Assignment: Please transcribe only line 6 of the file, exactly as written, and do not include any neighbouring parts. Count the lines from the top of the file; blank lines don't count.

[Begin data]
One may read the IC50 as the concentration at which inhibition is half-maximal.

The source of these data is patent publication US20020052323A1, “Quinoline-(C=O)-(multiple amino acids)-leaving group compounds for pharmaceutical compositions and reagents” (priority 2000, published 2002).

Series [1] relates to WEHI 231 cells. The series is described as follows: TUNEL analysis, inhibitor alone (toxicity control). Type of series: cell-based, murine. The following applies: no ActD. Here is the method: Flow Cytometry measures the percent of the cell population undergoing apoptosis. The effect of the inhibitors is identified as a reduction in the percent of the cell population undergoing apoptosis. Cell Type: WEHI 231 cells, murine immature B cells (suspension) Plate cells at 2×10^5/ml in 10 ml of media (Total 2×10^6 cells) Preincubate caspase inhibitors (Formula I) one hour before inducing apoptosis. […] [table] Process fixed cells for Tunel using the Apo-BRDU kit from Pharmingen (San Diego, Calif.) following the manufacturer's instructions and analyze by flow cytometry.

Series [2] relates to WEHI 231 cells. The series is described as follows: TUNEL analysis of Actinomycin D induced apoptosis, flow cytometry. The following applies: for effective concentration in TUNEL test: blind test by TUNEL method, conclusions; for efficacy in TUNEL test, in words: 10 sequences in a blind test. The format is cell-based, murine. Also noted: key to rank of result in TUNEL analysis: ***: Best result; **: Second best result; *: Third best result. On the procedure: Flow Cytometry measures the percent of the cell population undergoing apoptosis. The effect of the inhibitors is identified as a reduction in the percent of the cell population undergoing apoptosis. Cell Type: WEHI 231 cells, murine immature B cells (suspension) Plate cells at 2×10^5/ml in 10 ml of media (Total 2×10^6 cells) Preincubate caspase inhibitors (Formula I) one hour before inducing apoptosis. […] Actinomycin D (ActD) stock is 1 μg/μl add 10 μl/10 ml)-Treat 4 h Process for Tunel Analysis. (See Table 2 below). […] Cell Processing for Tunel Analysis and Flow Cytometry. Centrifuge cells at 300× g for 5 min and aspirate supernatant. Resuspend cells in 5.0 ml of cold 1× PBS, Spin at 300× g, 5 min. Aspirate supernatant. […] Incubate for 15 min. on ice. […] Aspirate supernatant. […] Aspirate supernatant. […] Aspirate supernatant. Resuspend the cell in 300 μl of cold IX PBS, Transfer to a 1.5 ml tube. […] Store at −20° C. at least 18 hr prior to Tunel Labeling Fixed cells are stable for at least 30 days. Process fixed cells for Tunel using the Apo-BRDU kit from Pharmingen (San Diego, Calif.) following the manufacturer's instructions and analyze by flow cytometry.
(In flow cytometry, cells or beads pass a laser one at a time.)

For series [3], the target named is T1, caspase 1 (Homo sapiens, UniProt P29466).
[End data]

For series [3], the target named is T1, caspase 1 (Homo sapiens, UniProt P29466).